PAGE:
It’s Okay to Feel Sad About Robin Williams

Wade —  August 12, 2014 —  Comments


Hearing about the death of a celebrity is an odd, sometimes crippling feeling. Sure, we might not know them, but we know them. In the case of Robin Williams, they might even be a large part of our life.

He was for me. I didn’t even realize it until yesterday when I heard of his passing. Williams may not be my favorite actor, but he always seemed to be “there.” As a kid, I remember watching and re-watching a VHS copy of Hook. Despite the film’s flaws, there’s a magical quality to it. Williams and Spielberg filled my dreams with worlds where flying was possible and the imagination knew no bounds.

There were also reruns of Mork & Mindy. And, who can forget, Aladdin and Jumanji. As I grew older, I learned to appreciate Williams’ more mature films like Good Will Hunting and Dead Poets Society. How many days of my life went by without coming into contact, in some shape or form, with Robin Williams?

When I heard he died, I couldn’t help but feel sad. It sounds weird, doesn’t it? Just typing that out seems a bit odd. He was a celebrity. Grieving over a celebrity has a superficial air to it—especially against the backdrop of our tragic world.

Yet, Williams was more than a “celebrity” label, he was a person. A person we let into our lives for a time. A person who helped us explore our imaginations. A person who made us laugh when life didn’t want us to. A person who helped us learn to fly like Peter Pan. He’s also a person who matters to God.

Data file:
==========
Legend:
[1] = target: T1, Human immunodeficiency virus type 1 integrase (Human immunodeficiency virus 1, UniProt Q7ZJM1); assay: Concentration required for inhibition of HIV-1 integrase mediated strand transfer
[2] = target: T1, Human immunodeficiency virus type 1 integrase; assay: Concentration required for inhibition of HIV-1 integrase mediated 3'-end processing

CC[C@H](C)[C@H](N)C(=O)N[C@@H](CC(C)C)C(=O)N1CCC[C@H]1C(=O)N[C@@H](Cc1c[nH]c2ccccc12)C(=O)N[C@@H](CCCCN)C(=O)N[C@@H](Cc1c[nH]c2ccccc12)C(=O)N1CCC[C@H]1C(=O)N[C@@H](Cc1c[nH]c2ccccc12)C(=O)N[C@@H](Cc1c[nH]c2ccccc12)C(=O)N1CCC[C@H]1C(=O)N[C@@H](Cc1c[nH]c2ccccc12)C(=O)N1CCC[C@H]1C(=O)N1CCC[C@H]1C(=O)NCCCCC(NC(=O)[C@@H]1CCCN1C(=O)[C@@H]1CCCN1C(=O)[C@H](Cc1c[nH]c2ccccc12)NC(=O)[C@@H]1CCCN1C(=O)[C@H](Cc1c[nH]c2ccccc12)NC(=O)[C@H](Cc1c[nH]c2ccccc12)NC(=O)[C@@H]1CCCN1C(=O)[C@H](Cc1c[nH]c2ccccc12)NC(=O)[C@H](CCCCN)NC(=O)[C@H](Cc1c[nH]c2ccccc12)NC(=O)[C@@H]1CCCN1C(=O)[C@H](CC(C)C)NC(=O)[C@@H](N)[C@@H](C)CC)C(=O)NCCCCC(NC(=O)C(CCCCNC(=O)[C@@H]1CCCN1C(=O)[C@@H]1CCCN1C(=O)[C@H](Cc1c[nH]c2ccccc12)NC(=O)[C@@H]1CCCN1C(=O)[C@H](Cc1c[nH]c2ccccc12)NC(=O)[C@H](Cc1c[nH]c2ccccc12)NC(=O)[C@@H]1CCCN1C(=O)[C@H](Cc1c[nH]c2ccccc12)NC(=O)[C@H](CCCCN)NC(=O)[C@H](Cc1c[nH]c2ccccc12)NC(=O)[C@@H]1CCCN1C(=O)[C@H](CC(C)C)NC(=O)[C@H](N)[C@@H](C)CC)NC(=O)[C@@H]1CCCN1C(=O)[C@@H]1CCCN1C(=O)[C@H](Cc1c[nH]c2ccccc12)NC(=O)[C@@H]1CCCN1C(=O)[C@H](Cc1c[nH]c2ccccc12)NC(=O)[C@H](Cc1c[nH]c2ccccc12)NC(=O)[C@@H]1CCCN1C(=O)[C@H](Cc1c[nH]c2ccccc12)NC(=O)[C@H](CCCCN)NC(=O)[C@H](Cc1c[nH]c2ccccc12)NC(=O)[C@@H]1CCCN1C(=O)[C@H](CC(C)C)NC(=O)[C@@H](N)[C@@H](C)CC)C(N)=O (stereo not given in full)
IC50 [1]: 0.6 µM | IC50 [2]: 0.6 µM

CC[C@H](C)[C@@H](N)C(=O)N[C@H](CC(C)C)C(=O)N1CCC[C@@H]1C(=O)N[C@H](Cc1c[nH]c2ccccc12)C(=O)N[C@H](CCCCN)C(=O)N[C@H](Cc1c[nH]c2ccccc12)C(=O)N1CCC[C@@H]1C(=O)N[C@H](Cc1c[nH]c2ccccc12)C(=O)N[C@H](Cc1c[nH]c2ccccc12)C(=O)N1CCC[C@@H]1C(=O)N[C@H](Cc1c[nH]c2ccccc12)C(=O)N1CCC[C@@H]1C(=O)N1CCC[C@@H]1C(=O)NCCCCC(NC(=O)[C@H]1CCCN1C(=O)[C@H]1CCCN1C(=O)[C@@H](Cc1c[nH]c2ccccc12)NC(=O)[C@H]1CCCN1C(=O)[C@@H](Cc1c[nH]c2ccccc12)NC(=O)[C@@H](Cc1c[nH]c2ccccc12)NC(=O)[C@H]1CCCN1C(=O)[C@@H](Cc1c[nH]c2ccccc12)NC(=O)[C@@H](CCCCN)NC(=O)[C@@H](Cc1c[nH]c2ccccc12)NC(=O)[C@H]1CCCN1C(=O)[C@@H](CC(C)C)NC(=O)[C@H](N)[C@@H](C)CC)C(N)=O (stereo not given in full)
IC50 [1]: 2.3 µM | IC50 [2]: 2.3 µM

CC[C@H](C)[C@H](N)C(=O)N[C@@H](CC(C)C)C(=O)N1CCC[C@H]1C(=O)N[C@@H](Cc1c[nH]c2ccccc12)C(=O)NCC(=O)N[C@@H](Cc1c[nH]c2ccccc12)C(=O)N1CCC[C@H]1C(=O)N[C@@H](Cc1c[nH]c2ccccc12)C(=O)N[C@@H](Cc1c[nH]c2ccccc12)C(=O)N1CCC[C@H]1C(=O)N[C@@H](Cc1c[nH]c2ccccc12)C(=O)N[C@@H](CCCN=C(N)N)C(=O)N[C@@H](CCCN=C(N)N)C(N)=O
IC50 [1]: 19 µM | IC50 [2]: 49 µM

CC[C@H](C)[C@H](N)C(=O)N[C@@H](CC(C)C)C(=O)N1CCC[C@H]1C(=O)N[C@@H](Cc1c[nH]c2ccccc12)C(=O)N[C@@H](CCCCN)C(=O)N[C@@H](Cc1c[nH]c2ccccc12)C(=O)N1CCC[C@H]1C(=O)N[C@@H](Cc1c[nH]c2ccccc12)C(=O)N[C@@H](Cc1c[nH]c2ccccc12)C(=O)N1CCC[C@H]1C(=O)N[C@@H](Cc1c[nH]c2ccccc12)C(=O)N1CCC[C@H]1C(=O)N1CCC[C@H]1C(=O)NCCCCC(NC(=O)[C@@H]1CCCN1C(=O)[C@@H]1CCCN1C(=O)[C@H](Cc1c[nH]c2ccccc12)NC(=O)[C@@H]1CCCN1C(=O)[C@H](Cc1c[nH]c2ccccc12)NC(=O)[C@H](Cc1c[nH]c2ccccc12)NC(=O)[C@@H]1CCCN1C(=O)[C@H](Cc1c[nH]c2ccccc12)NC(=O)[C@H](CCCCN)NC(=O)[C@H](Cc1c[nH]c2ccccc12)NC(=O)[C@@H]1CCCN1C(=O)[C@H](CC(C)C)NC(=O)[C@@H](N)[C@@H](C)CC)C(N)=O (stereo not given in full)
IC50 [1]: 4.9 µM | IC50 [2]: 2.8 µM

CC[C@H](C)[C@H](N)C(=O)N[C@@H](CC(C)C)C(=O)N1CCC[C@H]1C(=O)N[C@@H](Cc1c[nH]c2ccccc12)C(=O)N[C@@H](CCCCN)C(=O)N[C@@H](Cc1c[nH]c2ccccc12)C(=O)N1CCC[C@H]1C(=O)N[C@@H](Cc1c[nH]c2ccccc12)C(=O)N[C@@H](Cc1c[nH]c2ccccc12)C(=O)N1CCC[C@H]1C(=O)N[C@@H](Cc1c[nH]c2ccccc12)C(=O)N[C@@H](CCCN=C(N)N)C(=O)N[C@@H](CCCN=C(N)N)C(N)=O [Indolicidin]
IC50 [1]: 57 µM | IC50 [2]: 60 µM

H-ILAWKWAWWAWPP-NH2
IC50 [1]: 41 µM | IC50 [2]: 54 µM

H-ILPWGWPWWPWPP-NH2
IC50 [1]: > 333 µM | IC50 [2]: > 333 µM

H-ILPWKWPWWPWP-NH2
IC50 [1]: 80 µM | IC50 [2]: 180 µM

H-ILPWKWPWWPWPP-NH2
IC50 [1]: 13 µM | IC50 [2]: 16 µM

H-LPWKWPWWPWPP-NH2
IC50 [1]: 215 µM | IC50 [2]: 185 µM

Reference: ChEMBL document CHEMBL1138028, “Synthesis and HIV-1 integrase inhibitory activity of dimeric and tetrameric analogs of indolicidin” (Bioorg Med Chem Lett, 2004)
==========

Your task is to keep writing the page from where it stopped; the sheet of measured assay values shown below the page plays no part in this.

It’s okay to be sad about Robin Williams. We, especially those of us who follow Jesus, don’t have to feel guilty when it hurts to say goodbye to an entertainer. We don’t have to feel bad when we’re melancholy over one man. The one matters. He matters to God (Luke 15:1-17) and his struggle with depression should matter to us too. That’s why we’re sad for you Mr. Williams. That’s why we wish that your life, your career, and your legacy didn’t have to end like this.

Sure, we can’t over exaggerate this grief, making it seem somehow more tragic than the death of so many others around the world. We can’t forget about the countless individuals who struggle with suicide, mental disease, and oppression everyday. But we can still be sad, just as long as we keep a clear perspective.

I grieve when I see what’s happening in Israel. I cry when I hear the news from Iraq.

I’m also a little sad that Robin Williams died. We might have loved him for Hook, Dead Poets Society, Mrs. Doubtfire, and the way he couldn’t be contained when he sat down with Conan O’Brien.

But God. Well, he just loved him because he was Robin Williams.

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